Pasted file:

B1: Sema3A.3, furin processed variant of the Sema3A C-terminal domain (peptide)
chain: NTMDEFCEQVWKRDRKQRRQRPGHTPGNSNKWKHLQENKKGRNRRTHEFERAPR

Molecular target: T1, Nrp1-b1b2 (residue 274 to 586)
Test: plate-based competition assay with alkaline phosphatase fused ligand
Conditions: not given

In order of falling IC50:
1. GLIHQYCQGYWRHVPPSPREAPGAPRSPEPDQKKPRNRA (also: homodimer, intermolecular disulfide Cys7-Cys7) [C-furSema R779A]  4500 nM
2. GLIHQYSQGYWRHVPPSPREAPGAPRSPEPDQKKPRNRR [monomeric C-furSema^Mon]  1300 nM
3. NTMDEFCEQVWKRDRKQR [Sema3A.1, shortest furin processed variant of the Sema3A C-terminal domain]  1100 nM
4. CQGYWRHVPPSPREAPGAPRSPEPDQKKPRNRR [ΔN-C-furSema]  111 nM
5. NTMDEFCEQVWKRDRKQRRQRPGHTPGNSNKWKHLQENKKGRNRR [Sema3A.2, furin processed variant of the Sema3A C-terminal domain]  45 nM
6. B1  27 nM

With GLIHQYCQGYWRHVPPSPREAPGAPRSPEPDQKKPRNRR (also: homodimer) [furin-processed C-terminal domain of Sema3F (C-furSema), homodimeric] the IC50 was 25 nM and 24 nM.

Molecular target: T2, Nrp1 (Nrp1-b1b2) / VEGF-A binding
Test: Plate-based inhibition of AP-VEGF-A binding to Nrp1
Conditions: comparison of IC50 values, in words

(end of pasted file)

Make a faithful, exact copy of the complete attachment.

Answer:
B1: Sema3A.3, furin processed variant of the Sema3A C-terminal domain (peptide)
chain: NTMDEFCEQVWKRDRKQRRQRPGHTPGNSNKWKHLQENKKGRNRRTHEFERAPR

Molecular target: T1, Nrp1-b1b2 (residue 274 to 586)
Test: plate-based competition assay with alkaline phosphatase fused ligand
Conditions: not given

In order of falling IC50:
1. GLIHQYCQGYWRHVPPSPREAPGAPRSPEPDQKKPRNRA (also: homodimer, intermolecular disulfide Cys7-Cys7) [C-furSema R779A]  4500 nM
2. GLIHQYSQGYWRHVPPSPREAPGAPRSPEPDQKKPRNRR [monomeric C-furSema^Mon]  1300 nM
3. NTMDEFCEQVWKRDRKQR [Sema3A.1, shortest furin processed variant of the Sema3A C-terminal domain]  1100 nM
4. CQGYWRHVPPSPREAPGAPRSPEPDQKKPRNRR [ΔN-C-furSema]  111 nM
5. NTMDEFCEQVWKRDRKQRRQRPGHTPGNSNKWKHLQENKKGRNRR [Sema3A.2, furin processed variant of the Sema3A C-terminal domain]  45 nM
6. B1  27 nM

With GLIHQYCQGYWRHVPPSPREAPGAPRSPEPDQKKPRNRR (also: homodimer) [furin-processed C-terminal domain of Sema3F (C-furSema), homodimeric] the IC50 was 25 nM and 24 nM.

Molecular target: T2, Nrp1 (Nrp1-b1b2) / VEGF-A binding
Test: Plate-based inhibition of AP-VEGF-A binding to Nrp1
Conditions: comparison of IC50 values, in words